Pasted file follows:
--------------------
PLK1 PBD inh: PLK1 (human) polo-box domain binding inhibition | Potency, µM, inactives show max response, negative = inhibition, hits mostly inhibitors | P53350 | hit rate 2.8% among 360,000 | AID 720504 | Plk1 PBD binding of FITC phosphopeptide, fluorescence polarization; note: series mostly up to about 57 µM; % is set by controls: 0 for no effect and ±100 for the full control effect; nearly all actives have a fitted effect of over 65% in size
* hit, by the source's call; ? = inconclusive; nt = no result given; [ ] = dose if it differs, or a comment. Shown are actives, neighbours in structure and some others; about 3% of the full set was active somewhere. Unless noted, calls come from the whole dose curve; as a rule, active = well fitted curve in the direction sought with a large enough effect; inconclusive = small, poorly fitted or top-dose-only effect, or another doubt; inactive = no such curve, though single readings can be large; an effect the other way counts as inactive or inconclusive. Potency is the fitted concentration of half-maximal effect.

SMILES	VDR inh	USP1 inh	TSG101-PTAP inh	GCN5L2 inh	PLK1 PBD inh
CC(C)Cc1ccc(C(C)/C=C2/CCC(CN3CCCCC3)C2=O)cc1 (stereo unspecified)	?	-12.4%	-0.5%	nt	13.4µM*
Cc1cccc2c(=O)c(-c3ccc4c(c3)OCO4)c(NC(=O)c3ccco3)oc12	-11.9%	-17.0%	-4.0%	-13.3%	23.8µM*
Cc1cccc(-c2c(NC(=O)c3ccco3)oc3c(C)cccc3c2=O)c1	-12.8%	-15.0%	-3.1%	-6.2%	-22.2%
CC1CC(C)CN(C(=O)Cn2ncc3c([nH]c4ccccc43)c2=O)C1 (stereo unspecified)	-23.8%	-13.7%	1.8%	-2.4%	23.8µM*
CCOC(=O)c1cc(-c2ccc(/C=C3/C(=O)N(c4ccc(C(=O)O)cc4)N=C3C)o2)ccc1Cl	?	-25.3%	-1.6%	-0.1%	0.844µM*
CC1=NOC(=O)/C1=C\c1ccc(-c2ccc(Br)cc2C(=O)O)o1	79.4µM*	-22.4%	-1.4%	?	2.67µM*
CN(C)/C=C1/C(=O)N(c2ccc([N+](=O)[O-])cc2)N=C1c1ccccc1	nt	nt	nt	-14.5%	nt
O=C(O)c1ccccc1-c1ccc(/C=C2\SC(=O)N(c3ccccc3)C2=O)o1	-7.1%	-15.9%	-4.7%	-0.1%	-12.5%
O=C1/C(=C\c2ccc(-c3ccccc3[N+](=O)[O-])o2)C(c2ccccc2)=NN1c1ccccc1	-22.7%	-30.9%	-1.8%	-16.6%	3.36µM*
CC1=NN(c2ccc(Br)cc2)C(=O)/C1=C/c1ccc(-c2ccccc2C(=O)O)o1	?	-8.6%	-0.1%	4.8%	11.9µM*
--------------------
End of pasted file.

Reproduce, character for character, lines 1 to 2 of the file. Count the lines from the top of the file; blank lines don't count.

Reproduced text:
PLK1 PBD inh: PLK1 (human) polo-box domain binding inhibition | Potency, µM, inactives show max response, negative = inhibition, hits mostly inhibitors | P53350 | hit rate 2.8% among 360,000 | AID 720504 | Plk1 PBD binding of FITC phosphopeptide, fluorescence polarization; note: series mostly up to about 57 µM; % is set by controls: 0 for no effect and ±100 for the full control effect; nearly all actives have a fitted effect of over 65% in size
* hit, by the source's call; ? = inconclusive; nt = no result given; [ ] = dose if it differs, or a comment. Shown are actives, neighbours in structure and some others; about 3% of the full set was active somewhere. Unless noted, calls come from the whole dose curve; as a rule, active = well fitted curve in the direction sought with a large enough effect; inconclusive = small, poorly fitted or top-dose-only effect, or another doubt; inactive = no such curve, though single readings can be large; an effect the other way counts as inactive or inconclusive. Potency is the fitted concentration of half-maximal effect.